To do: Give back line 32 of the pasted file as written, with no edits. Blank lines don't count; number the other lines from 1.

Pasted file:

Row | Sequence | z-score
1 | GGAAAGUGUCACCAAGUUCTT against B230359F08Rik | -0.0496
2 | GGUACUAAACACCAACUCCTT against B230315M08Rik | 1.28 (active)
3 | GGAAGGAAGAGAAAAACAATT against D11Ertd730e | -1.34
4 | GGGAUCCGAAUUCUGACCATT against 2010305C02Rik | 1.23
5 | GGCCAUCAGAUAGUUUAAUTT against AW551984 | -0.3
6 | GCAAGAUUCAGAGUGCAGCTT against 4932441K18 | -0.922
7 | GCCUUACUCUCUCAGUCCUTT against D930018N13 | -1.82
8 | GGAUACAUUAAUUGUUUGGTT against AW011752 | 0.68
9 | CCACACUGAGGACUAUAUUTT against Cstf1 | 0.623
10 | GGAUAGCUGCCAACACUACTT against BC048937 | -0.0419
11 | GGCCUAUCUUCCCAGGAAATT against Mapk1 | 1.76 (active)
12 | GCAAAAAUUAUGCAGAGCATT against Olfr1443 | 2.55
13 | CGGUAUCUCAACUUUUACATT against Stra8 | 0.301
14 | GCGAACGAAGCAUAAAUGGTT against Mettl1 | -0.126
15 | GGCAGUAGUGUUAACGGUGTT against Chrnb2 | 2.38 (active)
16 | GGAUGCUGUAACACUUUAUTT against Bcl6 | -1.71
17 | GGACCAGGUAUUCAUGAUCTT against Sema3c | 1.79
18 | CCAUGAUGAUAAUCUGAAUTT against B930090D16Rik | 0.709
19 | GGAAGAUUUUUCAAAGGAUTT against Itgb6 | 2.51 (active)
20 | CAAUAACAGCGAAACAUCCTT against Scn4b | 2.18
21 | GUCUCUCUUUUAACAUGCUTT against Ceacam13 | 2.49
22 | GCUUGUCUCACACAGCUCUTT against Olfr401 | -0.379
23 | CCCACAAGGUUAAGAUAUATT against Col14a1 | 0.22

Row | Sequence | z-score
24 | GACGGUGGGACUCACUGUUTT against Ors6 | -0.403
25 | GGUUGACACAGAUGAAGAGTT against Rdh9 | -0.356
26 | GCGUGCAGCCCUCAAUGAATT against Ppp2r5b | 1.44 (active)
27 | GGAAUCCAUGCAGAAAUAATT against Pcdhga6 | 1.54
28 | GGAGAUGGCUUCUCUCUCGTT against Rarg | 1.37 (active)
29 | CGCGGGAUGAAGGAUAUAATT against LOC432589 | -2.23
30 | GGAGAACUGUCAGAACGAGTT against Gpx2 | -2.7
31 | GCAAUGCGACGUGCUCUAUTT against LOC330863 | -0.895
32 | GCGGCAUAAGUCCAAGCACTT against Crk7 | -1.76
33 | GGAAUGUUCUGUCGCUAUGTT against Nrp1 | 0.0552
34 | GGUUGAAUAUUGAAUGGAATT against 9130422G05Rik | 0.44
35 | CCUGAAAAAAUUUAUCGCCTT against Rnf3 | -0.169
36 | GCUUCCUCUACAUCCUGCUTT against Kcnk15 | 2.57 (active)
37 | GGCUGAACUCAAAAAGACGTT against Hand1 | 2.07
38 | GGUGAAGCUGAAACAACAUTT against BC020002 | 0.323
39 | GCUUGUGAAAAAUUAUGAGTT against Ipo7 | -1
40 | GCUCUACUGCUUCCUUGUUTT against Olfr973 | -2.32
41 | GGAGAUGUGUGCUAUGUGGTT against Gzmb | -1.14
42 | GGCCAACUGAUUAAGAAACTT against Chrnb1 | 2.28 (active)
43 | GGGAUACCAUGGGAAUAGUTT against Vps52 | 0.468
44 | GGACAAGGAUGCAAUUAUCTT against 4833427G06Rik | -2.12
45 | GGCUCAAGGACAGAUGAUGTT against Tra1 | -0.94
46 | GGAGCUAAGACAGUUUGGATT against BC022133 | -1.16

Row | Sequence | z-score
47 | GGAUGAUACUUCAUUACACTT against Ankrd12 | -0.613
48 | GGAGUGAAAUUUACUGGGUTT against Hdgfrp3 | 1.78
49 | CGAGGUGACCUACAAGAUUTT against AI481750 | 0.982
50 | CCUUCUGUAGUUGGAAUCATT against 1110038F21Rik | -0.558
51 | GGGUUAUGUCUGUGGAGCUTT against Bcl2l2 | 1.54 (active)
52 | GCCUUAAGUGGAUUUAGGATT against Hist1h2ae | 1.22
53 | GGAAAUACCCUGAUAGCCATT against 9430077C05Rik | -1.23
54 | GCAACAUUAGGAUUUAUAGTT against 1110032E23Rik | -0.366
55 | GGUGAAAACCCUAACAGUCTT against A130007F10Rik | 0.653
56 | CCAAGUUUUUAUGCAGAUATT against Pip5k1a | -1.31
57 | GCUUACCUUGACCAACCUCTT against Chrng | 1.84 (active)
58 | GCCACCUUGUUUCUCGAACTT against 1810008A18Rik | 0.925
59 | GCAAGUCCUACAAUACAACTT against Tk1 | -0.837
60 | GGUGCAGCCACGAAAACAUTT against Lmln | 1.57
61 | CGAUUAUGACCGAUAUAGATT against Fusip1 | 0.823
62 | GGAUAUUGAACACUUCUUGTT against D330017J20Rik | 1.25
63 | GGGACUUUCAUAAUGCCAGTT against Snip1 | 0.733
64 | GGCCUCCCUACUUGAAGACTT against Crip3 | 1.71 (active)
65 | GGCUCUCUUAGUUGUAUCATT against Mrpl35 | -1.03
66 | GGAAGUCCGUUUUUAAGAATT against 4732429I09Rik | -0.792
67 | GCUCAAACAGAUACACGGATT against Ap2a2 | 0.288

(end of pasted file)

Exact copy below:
30 | GGAGAACUGUCAGAACGAGTT against Gpx2 | -2.7